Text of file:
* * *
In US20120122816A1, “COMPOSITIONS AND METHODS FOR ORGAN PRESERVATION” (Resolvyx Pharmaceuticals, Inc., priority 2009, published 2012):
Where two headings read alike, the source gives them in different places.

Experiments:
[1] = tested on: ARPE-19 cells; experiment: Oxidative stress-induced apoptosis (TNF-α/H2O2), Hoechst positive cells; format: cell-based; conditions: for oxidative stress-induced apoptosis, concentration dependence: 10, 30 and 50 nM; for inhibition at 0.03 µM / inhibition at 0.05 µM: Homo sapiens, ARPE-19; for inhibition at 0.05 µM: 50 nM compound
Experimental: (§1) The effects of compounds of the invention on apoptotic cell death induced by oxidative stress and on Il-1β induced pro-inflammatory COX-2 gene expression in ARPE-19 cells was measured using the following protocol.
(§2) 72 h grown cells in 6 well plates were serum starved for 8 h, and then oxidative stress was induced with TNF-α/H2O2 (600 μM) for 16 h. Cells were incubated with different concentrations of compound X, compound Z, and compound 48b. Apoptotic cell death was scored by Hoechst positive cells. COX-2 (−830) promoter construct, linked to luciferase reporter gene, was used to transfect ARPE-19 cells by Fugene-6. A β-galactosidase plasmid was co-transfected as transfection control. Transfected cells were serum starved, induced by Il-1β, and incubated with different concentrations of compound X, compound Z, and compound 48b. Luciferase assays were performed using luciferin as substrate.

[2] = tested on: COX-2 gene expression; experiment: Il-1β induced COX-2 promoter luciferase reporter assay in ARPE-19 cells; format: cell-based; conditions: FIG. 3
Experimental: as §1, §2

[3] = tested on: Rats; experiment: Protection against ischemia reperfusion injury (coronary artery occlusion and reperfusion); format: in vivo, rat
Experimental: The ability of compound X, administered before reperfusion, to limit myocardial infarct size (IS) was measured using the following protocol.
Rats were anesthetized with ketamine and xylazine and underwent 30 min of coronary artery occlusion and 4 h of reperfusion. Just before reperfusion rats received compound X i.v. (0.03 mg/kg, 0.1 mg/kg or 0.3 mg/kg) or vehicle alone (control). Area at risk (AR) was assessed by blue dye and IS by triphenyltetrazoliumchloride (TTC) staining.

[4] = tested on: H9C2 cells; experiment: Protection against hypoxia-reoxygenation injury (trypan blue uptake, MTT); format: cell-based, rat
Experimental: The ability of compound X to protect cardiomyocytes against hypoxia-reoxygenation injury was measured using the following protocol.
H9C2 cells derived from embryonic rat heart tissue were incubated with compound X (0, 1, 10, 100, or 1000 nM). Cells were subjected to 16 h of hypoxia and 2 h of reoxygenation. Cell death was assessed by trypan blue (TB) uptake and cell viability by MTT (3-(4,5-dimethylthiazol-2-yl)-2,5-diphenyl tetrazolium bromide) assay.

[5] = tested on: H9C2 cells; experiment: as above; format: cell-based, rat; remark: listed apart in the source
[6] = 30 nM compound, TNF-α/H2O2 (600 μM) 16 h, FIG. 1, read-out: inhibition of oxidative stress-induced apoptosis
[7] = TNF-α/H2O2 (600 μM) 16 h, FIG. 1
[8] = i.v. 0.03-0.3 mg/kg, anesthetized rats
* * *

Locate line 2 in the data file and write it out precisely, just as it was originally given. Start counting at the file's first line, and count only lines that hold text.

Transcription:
Where two headings read alike, the source gives them in different places.